The classical model of gene regulation posits that transcription factors recruit proteins that remodel the chromatin structure and recruit the basal transcription machinery to elicit transcription initiation. Recent studies conducted in human embryonic stem cells and Drosophila melanogaster embryos have identified transcriptional elongation as a widely used alternative control mechanism of transcription. This proposal addresses whether a nuclear hormone receptor can control transcription at the level of elongation using the androgen-regulated Rhox5 gene as a model system. Rhox5 is an X-linked homeobox gene whose expression is restricted to specific somatic cell types within reproductive tissues and whose absence causes subfertility in male mice. Rhox5 has two different promoters that are independently regulated. The subject of this proposal is the Rhox5 proximal promoter (Pp), which the Wilkinson laboratory showed depends on testosterone and androgen receptor (AR) for expression in Sertoli and caput epididymal cells. In other cell types, RNA polymerase (Pol) II is recruited to the Pp and short mRNAs are generated, but transcription does not propagate beyond ~100 nucleotides. Several lines of preliminary evidence suggest that escape from this transcriptional elongation block requires AR, a notion that will be directly tested in this proposal. Because AR is relatively widely expressed, this suggests that a mechanism exists that recruits AR to the Pp only in Sertoli and caput epididymal cells. A strong candidate to control AR recruitment is DNA methylation, as many of the AR- binding sites in the Pp are methylated in tissues and developmental stages that exhibit the elongation block. Furthermore, in vitro methylation of the Pp inhibits its transcription. Although promoter methylation has been shown to repress transcriptional elongation in Neurospora, this is the first suggestion that DNA methylation has this effect in mammals. Together, the data lead to the hypothesis that methylation of the Pp blocks AR recruitment, thereby preventing transcriptional elongation. A further hypothesis is that AR promotes transcriptional elongation by recruiting P-TEFb, which is known to interact with AR and is essential for completion of transcriptional elongation by virtue of its ability to phosphorylate the large subunit of Pol II. This proposal aims to test these hypotheses with a focus on how they explain the cell type-specific and developmentally regulated expression pattern of the Rhox5 gene. This work has the potential to alter existing paradigms for how nuclear hormone receptors and epigenetic signals regulate transcription.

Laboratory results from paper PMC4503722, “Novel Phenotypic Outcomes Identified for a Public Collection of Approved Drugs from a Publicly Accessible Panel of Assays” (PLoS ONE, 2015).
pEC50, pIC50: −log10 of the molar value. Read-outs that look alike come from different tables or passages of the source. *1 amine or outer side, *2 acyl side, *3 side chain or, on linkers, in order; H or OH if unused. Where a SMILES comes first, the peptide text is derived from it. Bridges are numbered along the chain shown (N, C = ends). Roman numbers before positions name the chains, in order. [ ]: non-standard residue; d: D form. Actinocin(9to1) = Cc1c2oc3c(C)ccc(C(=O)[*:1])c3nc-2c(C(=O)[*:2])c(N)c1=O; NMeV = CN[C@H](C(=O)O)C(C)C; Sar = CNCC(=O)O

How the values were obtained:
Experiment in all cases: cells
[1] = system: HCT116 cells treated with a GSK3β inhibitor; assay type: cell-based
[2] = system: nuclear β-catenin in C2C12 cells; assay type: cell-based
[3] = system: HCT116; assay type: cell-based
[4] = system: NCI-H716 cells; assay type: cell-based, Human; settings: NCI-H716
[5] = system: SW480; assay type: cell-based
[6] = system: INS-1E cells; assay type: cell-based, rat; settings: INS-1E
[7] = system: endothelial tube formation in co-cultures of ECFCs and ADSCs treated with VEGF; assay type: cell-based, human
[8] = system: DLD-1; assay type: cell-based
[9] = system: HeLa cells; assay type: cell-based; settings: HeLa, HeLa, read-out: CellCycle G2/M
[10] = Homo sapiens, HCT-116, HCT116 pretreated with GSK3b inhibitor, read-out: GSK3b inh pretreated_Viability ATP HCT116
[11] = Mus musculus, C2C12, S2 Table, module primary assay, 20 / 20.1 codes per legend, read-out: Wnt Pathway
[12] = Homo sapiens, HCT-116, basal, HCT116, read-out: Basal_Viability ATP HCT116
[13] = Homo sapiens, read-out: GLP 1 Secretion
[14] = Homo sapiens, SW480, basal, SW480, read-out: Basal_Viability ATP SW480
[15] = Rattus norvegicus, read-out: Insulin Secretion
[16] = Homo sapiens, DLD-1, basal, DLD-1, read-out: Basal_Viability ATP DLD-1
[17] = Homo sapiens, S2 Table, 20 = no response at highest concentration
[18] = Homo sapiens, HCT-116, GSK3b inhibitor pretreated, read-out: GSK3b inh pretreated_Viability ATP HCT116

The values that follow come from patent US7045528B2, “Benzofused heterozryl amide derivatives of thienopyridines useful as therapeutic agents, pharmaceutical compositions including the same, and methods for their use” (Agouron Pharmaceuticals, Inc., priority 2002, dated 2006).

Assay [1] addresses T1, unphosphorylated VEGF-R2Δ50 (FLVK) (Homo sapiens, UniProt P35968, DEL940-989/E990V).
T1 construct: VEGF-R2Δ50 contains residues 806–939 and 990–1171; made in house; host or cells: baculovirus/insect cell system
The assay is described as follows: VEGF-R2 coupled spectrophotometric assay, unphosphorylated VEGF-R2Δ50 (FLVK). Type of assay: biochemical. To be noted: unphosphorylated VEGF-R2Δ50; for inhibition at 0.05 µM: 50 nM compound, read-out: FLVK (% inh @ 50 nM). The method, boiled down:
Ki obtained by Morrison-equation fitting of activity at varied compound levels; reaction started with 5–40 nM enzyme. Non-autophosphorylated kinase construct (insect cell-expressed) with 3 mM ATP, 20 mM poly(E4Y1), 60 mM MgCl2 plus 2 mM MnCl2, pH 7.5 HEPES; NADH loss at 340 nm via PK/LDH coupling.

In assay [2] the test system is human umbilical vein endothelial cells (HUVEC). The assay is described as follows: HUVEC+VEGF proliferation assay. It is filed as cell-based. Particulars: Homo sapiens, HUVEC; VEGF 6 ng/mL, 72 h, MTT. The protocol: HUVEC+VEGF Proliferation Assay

Public Health Relevance

The projects outlined in this application will define a paradigm shift in role of the androgen receptor in the control of transcription elongation. These projects also aim to demonstrate for the first time, that methylation can control transcriptional elongation in mammals. The control of these two phenomena will be analyzed in the developmental and tissue-specific program that allows the expression of Rhox5 Pp in the mouse testis.

National Institute of Health (NIH)
National Institute of General Medical Sciences (NIGMS)
Postdoctoral Individual National Research Service Award (F32)
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Special Emphasis Panel (ZRG1-F08-E (20))
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Janes, Daniel E
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University of California San Diego
Obstetrics & Gynecology
Schools of Medicine
La Jolla
United States
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Richardson, Marcy E; Bleiziffer, Andreas; Tuttelmann, Frank et al. (2014) Epigenetic regulation of the RHOX homeobox gene cluster and its association with human male infertility. Hum Mol Genet 23:12-23